Some see the ruin
Some see the light
Storms will happen
Stealing what we cannot hold
Stealing time,  

Matters . . .


Saturday, October 19, 2013

Funny Want-to-be


 Oh so serious me
My funny family and me in my ironman coat
I’ve always wanted to be funny…but we don’t always get what we want. Thanksgiving, age thirteen, was the first time I realized how humorless I was. Sitting at the kids’ table with my cousins, I listened and laughed as each one took turns telling jokes…but I had nothing to say. I didn’t know one joke to tell other than: “How did the chicken cross the road?” Wait, I even got that wrong. I also lacked confidence, so was afraid to try being funny for fear that I’d be the only one laughing like a big goober. And this is with relatives—imagine how quiet I was in school!

I made up for my serious and sensitive soul by having funny friends and marrying a funny guy—hoping it would rub off or just opposites attract? Gene and I produced five funny kids. I’m sure funny is a dominant “gene.” Ha ha, get it? Or do I have to point out the pun? And I love writing—can edit forever until I almost sound funny or at least make myself laugh. And it’s okay. This is me, the me God made. He knows what He’s doing and can use me the way I am. Funny or not. So for anyone else who ever wished they were funnier, prettier, smarter, thinner, or more normal, accept who you are and you’ll find contentment.

“But God chose the foolish things of the world to shame the wise; God chose the weak things of the world to shame the strong.” 1 Corinthians 1:27 Not that I want to lump myself into the foolish category, but the point is that God can use the imperfect to do His work and love people. What could be better?

Saturday, September 28, 2013

Three Blank Pages

I’d rather a room dripping with paint like a Jackson Pollock. This classroom felt sterile and prisonlike. The walls were bare, void of anything inspiring. The lingering smell of newly painted walls mingled with burnt steak from a restaurant nearby and fogged my head. Maybe I was in the wrong room. This had to be where juvenile delinquents earned a diploma, not where art was taught.  

A woman glided in draped in what looked like large scarves for a skirt. A twisted one in a different paisley pattern wrapped around her head, securing her dreadlocks in place. Tassels swung as she moved, and her cheeks caved into two dimples when she smiled. 

She passed out packets of four papers: the first one had the directions; the next three were blank.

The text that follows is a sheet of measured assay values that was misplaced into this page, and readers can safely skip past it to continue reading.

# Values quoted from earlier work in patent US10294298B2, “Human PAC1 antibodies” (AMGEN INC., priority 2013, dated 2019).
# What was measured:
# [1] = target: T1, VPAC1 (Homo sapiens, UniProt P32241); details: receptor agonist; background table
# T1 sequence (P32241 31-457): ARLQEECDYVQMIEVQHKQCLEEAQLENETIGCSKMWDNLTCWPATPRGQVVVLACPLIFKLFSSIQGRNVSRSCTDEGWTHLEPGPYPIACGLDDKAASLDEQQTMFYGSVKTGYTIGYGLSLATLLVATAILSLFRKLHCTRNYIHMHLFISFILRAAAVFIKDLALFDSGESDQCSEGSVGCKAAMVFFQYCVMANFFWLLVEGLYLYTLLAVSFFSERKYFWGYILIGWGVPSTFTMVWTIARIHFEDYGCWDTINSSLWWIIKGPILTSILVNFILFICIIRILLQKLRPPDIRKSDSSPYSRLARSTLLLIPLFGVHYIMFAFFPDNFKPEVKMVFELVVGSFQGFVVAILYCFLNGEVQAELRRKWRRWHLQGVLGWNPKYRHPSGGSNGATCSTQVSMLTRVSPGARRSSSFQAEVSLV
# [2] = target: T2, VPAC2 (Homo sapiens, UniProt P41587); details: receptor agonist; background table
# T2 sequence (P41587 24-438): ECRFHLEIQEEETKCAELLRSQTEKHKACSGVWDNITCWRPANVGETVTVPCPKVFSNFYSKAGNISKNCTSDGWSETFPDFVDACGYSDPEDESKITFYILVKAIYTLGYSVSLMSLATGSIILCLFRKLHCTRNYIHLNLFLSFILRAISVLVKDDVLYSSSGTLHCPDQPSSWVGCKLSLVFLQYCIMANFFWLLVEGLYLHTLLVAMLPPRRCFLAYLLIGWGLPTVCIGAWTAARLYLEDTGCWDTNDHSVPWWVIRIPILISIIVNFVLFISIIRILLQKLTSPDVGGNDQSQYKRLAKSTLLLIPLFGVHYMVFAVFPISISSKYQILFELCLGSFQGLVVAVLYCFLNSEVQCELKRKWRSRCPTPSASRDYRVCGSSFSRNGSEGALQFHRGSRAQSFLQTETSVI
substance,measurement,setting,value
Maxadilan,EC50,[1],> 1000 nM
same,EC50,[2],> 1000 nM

The woman swooshed to the front of the room.

“You will have two hours to finish three drawings. Be creative and demonstrate your drawing skill as well. There’s a lot of competition this year, but you’ve made it this far. The judges from our faculty will choose the top three artists to receive a full scholarship here at the School of Visual Arts. Please title your work. Okay, you may begin.”  

Two hours seemed more than enough time, but my heart pounded as I read the directions: Draw a scene on each page, from the past, present, and future. Each scene must repeat an element or object in a different way. I glanced at the clock. Ten minutes had passed already? Think, think. I waited for an idea to burst into my brain, something so unique and creative the judges would instantly pick me as the winner. 

Fifteen more minutes passed, so I informed my brain that this wasn’t funny; I needed enough time to draw. Was the paper growing? The white empty space expanding? I’d swear it was. And the clock hands moved faster than normal…thirty-five minutes had passed. The only pencil mark on my paper was my name. The boy next to me scribbled away like his pencil was on fire. He wasn’t the only one; to my right, to my left, in front, and behind, pencils wiggled at every desk. I was alone in my blankness.  So I danced my pencil around as if it were drawing. Tick, tick, tick…how does anyone think or draw under this pressure? I prayed silently: “Okay, Lord, do you want me to be a math teacher? I’m about as creative as a worm right now.” 

Wondering what the guy in the blue Mohawk and cheek piercings was drawing, I stretched my neck and leaned just a bit in his direction. In my pink plaid shirt, next to his black ripped jeans and chains, I felt too, too pink, as if I wore pigtails and bows. He turned his shoulder to cover his paper. “Relax, buddy, you can’t cheat on an art test. I’m not about to copy your skulls, even if they are amazing with the rose vine weaving through the eye sockets.”